Hey snorkellers – just something to brighten the day.
Is it just me or is this just soooooooooo resonant?
Hey, blog snorkellers – whassup?
Just a quick one – yesterday’s rant about a certain global PR concern and its lack of control over its own blog (social media + no control = the chocolate cupcake of cock-up) – well, two things.
First – they’ve not taken the offending post down. They must have seen me linking to it, they probably read my comments – a bit of action here, people, please. Actually – bugger off – don’t take it down, it wasn’t a bad post. Just edit bits of it. And you know which bits I mean. Go on – do it now.
Second – a further post on the same blog. Now this is genuine genius. Brilliant. Honestly.
Tell me – would it be too difficult to hook up Author 1 with Author 2? My feeling is that everyone would benefit.
And, as I’m not exactly overburdened with spare time myself right this instant, I’ll get straight to the point, dearest blog snorkellers.
Regular snorkellers of this blog will know where I stand. (What’s that? ‘Just to the right of Genghis Khan’? See me afterwards, Blog Snorkeller Minor.) Social media, while not exactly evil (in themselves), are much overrated and are certainly no great shakes in the big MacDonald’s Happy Meal that is marketing and communications. But they are potentially dangerous – which is why I have always advocated tight controls on, and careful monitoring of, their use in a corporate context. There is, sweet reader, massive potential for you and your brand to be sitting, waiting, at home for Mr Fuckup to call.
My other pet bugbear (I breed domesticated bugbears – small, furry, friendly and – if you keep them well fed – they won’t eat your children) is the lack of real talent in PR. Enthusiasm maybe, talent, not so much. And the appalling lack of basic skills. This has always been the case mind, but, for god’s sake, if you can’t write, what are you doing here?
So imagine my delight when I come across this.
Oh yes, people, a blog on behalf of a big PR agency. And they’ve let some hapless staffer loose ‘as part of the foodie contingent of the H&K blogging bunch’. And she can’t write – “Although the initial instinct is that there can be nothing less festive than a pot noodle, it begs to differ that the mere intrigue of such a flavour will generate sales on its own.”
So – it’s a twofer! I’ve got a PR person who – while undoubtedly enthusiastic – is in need of some training, and I’ve found it through the medium of social! (Well, a blog is social media, isn’t it?)
Serious questions, mind. Who’s moderating the H&K blog, why didn’t they spot this and why doesn’t the company have a more stringent policy in place? Far, far worse – this is a global communications company. They’re supposed to be good at this shit. Much reputational damage on the wold, I’d say.
(I really do hope I’ve haven’t left any typos in this. Now really would not be the time.)
Yesterday I praised Lucas van Praag, Spinmeister-General at the Vampire Squid, for his audacious strategy of actually instigating an FSA investigation to shift the focus from the bank’s nausea-inducing profits and bonuses.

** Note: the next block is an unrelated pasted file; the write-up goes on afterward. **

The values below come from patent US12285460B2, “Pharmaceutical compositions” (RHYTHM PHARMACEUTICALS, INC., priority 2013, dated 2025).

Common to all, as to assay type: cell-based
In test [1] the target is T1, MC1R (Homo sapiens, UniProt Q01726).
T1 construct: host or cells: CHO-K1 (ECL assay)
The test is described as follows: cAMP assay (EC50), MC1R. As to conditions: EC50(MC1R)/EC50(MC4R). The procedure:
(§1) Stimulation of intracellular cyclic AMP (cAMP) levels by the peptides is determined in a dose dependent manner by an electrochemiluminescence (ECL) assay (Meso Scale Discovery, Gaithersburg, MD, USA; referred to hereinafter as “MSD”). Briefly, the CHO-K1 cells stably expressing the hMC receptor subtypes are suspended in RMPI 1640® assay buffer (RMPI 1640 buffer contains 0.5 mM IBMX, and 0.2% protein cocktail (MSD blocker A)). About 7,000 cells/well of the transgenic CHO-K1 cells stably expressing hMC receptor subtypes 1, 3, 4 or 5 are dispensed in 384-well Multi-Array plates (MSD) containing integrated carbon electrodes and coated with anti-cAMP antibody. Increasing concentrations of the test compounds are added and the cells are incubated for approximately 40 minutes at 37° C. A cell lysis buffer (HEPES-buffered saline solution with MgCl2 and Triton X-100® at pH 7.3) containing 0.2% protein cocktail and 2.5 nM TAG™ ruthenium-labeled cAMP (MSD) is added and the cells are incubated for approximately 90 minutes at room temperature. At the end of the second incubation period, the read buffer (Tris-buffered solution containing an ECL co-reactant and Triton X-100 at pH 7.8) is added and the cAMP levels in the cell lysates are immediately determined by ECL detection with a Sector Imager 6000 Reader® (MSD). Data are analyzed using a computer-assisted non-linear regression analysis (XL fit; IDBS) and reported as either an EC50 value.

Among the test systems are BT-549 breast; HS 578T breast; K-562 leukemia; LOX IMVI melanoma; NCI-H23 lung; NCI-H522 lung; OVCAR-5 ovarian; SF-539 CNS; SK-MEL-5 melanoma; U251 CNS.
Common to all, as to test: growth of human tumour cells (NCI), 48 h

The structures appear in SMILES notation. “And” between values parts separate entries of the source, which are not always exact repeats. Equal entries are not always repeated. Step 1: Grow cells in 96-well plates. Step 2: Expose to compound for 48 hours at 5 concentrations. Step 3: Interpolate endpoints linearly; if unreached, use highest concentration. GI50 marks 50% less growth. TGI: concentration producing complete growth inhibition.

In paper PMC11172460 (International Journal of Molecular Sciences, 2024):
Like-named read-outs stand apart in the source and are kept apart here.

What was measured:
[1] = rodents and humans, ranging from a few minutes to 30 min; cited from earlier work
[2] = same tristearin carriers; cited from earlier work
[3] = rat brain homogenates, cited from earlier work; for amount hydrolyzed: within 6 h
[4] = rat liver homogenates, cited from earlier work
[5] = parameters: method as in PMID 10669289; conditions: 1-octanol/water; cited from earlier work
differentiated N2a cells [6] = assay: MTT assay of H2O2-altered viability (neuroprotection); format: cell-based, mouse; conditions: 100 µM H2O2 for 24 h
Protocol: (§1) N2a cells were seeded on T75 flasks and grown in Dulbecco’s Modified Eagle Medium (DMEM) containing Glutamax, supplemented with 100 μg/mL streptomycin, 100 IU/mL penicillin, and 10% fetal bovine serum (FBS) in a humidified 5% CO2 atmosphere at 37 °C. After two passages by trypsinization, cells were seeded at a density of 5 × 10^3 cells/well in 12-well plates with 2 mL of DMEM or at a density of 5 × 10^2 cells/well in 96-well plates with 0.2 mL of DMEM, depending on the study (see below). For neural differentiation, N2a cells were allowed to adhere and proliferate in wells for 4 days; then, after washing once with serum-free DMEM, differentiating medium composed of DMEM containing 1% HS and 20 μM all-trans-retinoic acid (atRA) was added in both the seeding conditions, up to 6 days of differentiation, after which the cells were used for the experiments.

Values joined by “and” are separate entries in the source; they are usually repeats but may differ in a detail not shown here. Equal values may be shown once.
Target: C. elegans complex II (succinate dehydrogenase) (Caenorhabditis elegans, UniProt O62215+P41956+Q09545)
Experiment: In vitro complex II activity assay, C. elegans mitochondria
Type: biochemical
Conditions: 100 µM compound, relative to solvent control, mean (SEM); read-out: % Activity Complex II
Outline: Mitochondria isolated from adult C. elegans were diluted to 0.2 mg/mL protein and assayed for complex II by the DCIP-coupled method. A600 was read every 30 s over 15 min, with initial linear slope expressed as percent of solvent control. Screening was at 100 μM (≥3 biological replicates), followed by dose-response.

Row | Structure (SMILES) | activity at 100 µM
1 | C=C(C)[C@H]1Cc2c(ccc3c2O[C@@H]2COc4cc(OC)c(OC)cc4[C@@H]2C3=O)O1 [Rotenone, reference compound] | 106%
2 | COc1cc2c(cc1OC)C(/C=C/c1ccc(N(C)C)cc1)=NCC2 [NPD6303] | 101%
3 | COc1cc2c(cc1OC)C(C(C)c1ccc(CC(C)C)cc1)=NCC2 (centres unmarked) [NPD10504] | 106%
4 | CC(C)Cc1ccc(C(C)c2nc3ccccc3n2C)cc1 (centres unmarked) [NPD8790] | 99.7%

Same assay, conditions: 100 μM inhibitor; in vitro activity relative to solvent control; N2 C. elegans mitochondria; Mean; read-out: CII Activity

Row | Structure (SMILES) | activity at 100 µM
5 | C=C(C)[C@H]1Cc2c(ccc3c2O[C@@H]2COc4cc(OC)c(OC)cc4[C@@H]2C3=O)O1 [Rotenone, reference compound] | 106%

I was wrong – according to this piece by Jason Karpf (a four-time champion on the game show ‘Jeopardy!’) (which is, I can only presume, where the hapless contestants have to escape from a cage full of hungry jeopards? No?), this truly epoch-making piece of lateral communications thinking comes from Texas-based PR firm, Public Strategies.
So well done to them.
Mind, lest Mr van Praag be diminished in our eyes, here’s a piece from something called New York Magazine which compiled a list of the Praagster’s best rebuttals. I will leave the last word to @manic_impressive, who commented on the article:
“Dude, Goldman is just so much better than all of us.”
Goldman Sachs, after a bit of a PR disaster last year (‘doing God’s work’, they were, apparently, according to that nice, humble and eminently charming Mr Blankfein) has taken what I consider to be the correct course of communications action – kept its head down, kept schtum and got on with its raison d’etre, which is the making of frankly obscene amounts of wonga. I’m not going to talk about its first quarter results – do the light clickdango here – but suffice it to say that amongst other little frissons was the figure of $5.5bn that they’ve given to their staff. Equivalenting to some $100k per employee, including the blokes who clean the loos. (No of course they didn’t – you figure it out.)
One of the recipients of some of the Goldman’s cash fallout – quite a lot, I am told by unreliable sources – is one Lucas van Praag (apologies to Mr vaan Prag if I got his name wrong), Director of Corporate Communications of the Sachs Parish. It should be said that, following last year’s PR shambles, some did wonder whether he’d actually earned his money.
So did I – until I read this. It takes a genuinely skilled exponent of the spinmeister’s art to come up with the idea of leaking the suspicion of fraud in order not only to initiate an investigation by the FSA, but also get none other than Gordon ‘Wingnut’ Brown lobbying for it.
It’s a stroke of genius. So Goldman Sachs gets investigated – worse, it’s found guilty of misleading investors in the area of toxic stocks. It gets fined. It has to lose the middle-ranking member of staff that (apparently) landed it in the mess in the first place.
But – but. The fine will be but a fraction of its profits. One gets the feeling that the middle-ranking member of staff is persona non grata anyway and is already washed and in the laundry basket waiting to be hung out to dry. The loser in the whole toxic stocks issue was RBS – hardly the most popular or stainless of financial institutions.
No. On balance, all this investigation will succeed in doing is making people see that nice Goldman Sachs as the underdog, unfairly pursued – nay, scapegoated – for something that could have happenend to anyone. And while people are thinking this, they won’t be thinking about the telephone number profits and fat bonuses that have never stopped being a part of the Goldman’s culture.
Mr van Praag – there’s another big sack of money waiting in your office for you. Enjoy.